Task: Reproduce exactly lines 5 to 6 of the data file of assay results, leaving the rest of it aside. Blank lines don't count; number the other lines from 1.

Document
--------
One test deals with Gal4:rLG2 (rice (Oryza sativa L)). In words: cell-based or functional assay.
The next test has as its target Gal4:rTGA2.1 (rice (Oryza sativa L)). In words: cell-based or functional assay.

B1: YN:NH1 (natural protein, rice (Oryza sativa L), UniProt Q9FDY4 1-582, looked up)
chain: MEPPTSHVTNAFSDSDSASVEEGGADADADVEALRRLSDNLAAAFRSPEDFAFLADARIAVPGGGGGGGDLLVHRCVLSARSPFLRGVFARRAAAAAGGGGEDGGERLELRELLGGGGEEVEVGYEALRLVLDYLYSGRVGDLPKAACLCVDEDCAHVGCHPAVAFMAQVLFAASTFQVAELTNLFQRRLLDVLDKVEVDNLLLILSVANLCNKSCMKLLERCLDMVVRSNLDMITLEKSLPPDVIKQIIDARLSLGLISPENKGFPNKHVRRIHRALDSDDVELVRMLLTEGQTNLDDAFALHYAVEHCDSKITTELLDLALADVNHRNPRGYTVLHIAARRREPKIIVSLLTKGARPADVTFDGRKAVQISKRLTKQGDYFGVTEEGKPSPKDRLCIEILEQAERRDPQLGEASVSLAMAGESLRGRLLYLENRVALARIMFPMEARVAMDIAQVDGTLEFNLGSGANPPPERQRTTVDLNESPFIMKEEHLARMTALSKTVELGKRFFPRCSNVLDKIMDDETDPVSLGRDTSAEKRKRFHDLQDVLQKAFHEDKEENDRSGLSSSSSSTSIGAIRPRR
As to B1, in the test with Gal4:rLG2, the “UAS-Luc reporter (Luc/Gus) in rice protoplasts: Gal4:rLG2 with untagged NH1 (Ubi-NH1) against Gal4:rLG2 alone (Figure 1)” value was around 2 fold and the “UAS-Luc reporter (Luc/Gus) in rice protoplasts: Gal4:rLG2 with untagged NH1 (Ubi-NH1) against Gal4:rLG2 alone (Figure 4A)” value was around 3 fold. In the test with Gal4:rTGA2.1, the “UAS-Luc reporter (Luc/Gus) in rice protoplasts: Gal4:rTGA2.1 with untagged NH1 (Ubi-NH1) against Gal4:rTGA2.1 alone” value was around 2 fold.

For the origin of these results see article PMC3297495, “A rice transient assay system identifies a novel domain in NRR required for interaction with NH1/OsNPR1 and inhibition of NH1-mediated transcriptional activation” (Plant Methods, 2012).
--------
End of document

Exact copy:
As to B1, in the test with Gal4:rLG2, the “UAS-Luc reporter (Luc/Gus) in rice protoplasts: Gal4:rLG2 with untagged NH1 (Ubi-NH1) against Gal4:rLG2 alone (Figure 1)” value was around 2 fold and the “UAS-Luc reporter (Luc/Gus) in rice protoplasts: Gal4:rLG2 with untagged NH1 (Ubi-NH1) against Gal4:rLG2 alone (Figure 4A)” value was around 3 fold. In the test with Gal4:rTGA2.1, the “UAS-Luc reporter (Luc/Gus) in rice protoplasts: Gal4:rTGA2.1 with untagged NH1 (Ubi-NH1) against Gal4:rTGA2.1 alone” value was around 2 fold.

For the origin of these results see article PMC3297495, “A rice transient assay system identifies a novel domain in NRR required for interaction with NH1/OsNPR1 and inhibition of NH1-mediated transcriptional activation” (Plant Methods, 2012).